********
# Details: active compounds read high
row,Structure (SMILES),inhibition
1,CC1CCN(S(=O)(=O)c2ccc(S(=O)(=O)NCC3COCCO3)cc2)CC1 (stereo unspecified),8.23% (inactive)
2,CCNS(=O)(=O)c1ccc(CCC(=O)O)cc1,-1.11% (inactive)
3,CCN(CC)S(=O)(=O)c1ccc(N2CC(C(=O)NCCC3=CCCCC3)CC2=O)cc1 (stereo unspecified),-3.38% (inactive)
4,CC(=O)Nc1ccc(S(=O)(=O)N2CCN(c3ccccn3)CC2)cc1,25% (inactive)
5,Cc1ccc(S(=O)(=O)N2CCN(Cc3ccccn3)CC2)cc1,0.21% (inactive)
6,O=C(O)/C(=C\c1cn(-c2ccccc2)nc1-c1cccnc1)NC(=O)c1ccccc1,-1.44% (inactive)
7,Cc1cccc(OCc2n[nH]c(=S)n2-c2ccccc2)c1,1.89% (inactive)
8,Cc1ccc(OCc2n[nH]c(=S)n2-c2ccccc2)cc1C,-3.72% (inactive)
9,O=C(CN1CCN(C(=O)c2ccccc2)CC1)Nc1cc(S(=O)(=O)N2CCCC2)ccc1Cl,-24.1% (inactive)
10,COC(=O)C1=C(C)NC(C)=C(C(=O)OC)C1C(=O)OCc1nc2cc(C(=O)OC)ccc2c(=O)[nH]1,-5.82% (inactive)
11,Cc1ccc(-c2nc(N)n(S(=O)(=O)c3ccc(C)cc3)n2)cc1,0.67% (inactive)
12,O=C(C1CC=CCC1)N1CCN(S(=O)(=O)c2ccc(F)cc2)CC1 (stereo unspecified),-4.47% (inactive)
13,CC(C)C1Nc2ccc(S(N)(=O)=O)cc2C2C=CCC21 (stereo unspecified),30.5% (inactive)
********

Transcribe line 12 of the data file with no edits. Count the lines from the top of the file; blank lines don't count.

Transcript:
10,COC(=O)C1=C(C)NC(C)=C(C(=O)OC)C1C(=O)OCc1nc2cc(C(=O)OC)ccc2c(=O)[nH]1,-5.82% (inactive)